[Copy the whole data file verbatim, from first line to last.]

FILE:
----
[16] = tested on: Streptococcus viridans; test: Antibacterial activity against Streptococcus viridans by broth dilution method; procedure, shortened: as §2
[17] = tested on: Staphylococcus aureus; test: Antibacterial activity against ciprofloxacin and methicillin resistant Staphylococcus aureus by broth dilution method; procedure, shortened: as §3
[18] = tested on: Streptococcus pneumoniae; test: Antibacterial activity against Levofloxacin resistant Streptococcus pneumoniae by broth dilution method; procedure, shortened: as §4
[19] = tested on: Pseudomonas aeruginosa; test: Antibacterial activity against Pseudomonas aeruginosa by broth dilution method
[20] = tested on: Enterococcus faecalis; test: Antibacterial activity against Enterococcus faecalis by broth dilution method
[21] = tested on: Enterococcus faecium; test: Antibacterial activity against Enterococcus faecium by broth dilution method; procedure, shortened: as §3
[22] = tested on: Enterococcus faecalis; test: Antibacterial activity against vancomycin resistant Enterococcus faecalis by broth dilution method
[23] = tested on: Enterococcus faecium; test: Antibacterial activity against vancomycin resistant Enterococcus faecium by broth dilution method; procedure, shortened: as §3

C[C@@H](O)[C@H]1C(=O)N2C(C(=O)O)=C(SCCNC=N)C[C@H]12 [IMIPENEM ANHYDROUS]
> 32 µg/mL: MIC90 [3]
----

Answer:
[16] = tested on: Streptococcus viridans; test: Antibacterial activity against Streptococcus viridans by broth dilution method; procedure, shortened: as §2
[17] = tested on: Staphylococcus aureus; test: Antibacterial activity against ciprofloxacin and methicillin resistant Staphylococcus aureus by broth dilution method; procedure, shortened: as §3
[18] = tested on: Streptococcus pneumoniae; test: Antibacterial activity against Levofloxacin resistant Streptococcus pneumoniae by broth dilution method; procedure, shortened: as §4
[19] = tested on: Pseudomonas aeruginosa; test: Antibacterial activity against Pseudomonas aeruginosa by broth dilution method
[20] = tested on: Enterococcus faecalis; test: Antibacterial activity against Enterococcus faecalis by broth dilution method
[21] = tested on: Enterococcus faecium; test: Antibacterial activity against Enterococcus faecium by broth dilution method; procedure, shortened: as §3
[22] = tested on: Enterococcus faecalis; test: Antibacterial activity against vancomycin resistant Enterococcus faecalis by broth dilution method
[23] = tested on: Enterococcus faecium; test: Antibacterial activity against vancomycin resistant Enterococcus faecium by broth dilution method; procedure, shortened: as §3

C[C@@H](O)[C@H]1C(=O)N2C(C(=O)O)=C(SCCNC=N)C[C@H]12 [IMIPENEM ANHYDROUS]
> 32 µg/mL: MIC90 [3]